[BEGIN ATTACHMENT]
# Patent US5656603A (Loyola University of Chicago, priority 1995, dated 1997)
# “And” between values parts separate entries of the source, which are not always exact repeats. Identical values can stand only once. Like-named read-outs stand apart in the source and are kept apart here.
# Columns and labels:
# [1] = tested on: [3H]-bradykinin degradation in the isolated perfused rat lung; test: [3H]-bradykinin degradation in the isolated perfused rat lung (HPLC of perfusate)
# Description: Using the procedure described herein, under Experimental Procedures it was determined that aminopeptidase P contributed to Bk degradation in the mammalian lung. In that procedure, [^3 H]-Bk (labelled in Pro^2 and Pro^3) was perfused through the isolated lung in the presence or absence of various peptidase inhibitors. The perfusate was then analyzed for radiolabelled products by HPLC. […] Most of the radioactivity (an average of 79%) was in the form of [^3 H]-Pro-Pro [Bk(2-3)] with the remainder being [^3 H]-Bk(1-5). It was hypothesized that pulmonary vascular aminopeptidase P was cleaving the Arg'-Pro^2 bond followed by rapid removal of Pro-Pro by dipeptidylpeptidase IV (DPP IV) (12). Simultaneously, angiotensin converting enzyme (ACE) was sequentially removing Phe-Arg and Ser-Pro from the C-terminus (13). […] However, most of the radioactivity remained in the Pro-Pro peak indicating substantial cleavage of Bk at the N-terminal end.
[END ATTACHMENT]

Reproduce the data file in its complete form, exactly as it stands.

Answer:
# Patent US5656603A (Loyola University of Chicago, priority 1995, dated 1997)
# “And” between values parts separate entries of the source, which are not always exact repeats. Identical values can stand only once. Like-named read-outs stand apart in the source and are kept apart here.
# Columns and labels:
# [1] = tested on: [3H]-bradykinin degradation in the isolated perfused rat lung; test: [3H]-bradykinin degradation in the isolated perfused rat lung (HPLC of perfusate)
# Description: Using the procedure described herein, under Experimental Procedures it was determined that aminopeptidase P contributed to Bk degradation in the mammalian lung. In that procedure, [^3 H]-Bk (labelled in Pro^2 and Pro^3) was perfused through the isolated lung in the presence or absence of various peptidase inhibitors. The perfusate was then analyzed for radiolabelled products by HPLC. […] Most of the radioactivity (an average of 79%) was in the form of [^3 H]-Pro-Pro [Bk(2-3)] with the remainder being [^3 H]-Bk(1-5). It was hypothesized that pulmonary vascular aminopeptidase P was cleaving the Arg'-Pro^2 bond followed by rapid removal of Pro-Pro by dipeptidylpeptidase IV (DPP IV) (12). Simultaneously, angiotensin converting enzyme (ACE) was sequentially removing Phe-Arg and Ser-Pro from the C-terminus (13). […] However, most of the radioactivity remained in the Pro-Pro peak indicating substantial cleavage of Bk at the N-terminal end.